The Marriage of Georg Lather and Regina Lohfink – 1845

On 26 Dec 1845, Georg Lather and Regina Lohfink were married in the Evangelical Church in Kirtorf, Alsfeld Kreis, Hesse-Darmstadt (now Germany). Georg was the son of Elias Lather and Elisabetha Schmitt and Regina was the daughter of Johann Paul Lohfink and Maria Vogt.

The Marriage Record of Georg Lather and Regina Lohfink - 1845

The Marriage Record of Georg Lather and Regina Lohfink - 1845

SOURCE: Kirtorf Evangelische Kirche (Kirtorf, Alsfeld Kreis, Hessen-Darmstadt), “Kirtorfer Kirchen=Buch Hieraten 1808-1875. [Kirtorf Church Book Marriages 1808-1875.],” page 348, Georg Lather and Regina Lohfink, 26 December 1845; filmed as Kirchenbuch 1725-1875; FHL INTL microfilm 1, 336,981, Item 3.

Click on the image above to enlarge it. Click on the link for a PDF copy of the Marriage Record of Georg Lather and Regina Lohfink. This PDF document includes an image of the original document, a transcription in German Gothic, a transcription in modern German, and a translation in English. Translated from the German, the record reads:

Georg Lather and Regina Lohfink


The following were wed and consecrated in marriage on the twenty-sixth of December in the year of the Lord eighteen-hundred and forty-five after presenting written confirmation from the county court and regional court and also with regard to the civil and legal relationship, that no constraints stand in the way of the consummation of the marriage, after three proclamations were made in the local parish church and in Steinbach in Kurhesse [Hesse-Kassel] and all canonical requirements were satisfied: Georg Lather, the legitimately born, surviving, second son of the deceased Elias Lather, former citizen and baker here, and Elisabetha née Schmitt, thirty-five years old, born on the 20th of October 1810; and Regina Lohfink, legitimately born, surviving second daughter of the deceased Johann Paul Lohfink, former citizen and sieve-maker in Steinbach, jurisdiction of Prussia [one word?] and Maria née Vogt, thirty-two years old, born on the 28th of March 1813. Whereupon the groom explained that he recognized that the bride’s illegitimate child was his own, which child with the name Elisabetha was born on the 22nd of March 1836 in the maternity hospital in Giessen and was baptized there on the 30th of the same month.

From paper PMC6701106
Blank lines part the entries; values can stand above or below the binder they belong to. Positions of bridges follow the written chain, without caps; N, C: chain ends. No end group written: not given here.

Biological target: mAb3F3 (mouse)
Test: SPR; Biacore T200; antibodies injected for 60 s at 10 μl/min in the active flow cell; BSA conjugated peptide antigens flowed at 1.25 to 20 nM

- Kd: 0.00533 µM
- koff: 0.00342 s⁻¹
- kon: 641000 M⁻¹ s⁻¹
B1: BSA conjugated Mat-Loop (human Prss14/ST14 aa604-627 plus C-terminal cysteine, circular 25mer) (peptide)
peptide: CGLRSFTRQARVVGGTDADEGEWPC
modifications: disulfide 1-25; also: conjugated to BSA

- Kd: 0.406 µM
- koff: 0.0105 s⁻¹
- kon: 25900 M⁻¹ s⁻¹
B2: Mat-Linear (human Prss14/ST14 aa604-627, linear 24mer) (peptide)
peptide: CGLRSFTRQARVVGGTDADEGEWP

Witnesses were:
     1) Georg Lather, citizen and tailor here,
     2) Heinrich Lather, citizen and baker here,
who have signed the present document next to me, the minister who performed the marriage.
     [signed] Georg Lather
     [signed] Henrich Lather
     [signed] Georg Lather

The marriage record also shows that Georg Lather recognized that he was the father of Regina Lohfink’s illegitimate daughter, Elisabetha.

Copyright © 2009 by Stephen J. Danko

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3 Responses to The Marriage of Georg Lather and Regina Lohfink – 1845

  1. Bronwyn Klimach says:

    I found the date of this marriage entry most interesting. Have you found the entry for Elisabetha, born on the 22nd of March 1836? (Have I missed it on your blog…?) I would be particularly intersted to see who the godparents were. I’m rather puzzled by the years that passed before Elisabetha’s parents married. Do you know of a reason for this?
    Great to see your blog problems sorted at last!
    Kind regards,

  2. Steve says:

    Hi Bronwyn,

    Yes, indeed, it is interesting that Georg Lather married Regina Lohfink 9 years after the birth of the child that Georg claimed was his own. I have not yet found the record of Elisabetha’s birth, but I have ordered the film for baptisms in the maternity hospital in Giessen, where Elisabetha was born and baptized. Perhaps that record will reveal whether or not Georg really was the father or if he was simply accepting her as his own after marrying Regina.

    I have also thought that, perhaps, Regina’s father objected to the marriage and the couple had to wait until Regina’s father died before they could get married. Regina’s father is listed as deceased in the marriage record, but doesn’t provide the date of his death.

    I also like your suggestion to look at the Godparents on Elisabetha’s baptismal record. In the Evangelical Church in this area, typically only one sponsor or Godparent was listed, and typically the given name of the Godparent was the same as that given to the child. Interestingly enough, Georg Lather’s mother was named Elisabetha. If the Godmother was Elisabetha Lather, I would have more confidence that Georg was the child’s natural father.


  3. Bronwyn Klimach says:

    I hope I am concentrating when you find some of these records!
    I had to confess to smiling at ‘no constraints stand in the way of the consummation of the marriage…’ in this case. Perhaps at times I am tooo literal?
    Is the scenario in this marriage seen frequently here at this time?
    I have ancestors from Kressbach (Wuerttemberg) where illegitmacy seems almost the norm, tho’ some go on to marry after having several children with the same father. I’ve not yet had the insight or energy to work out what was going on despite vague (but unlikely) ideas related to military service lurking at the back of my mind.

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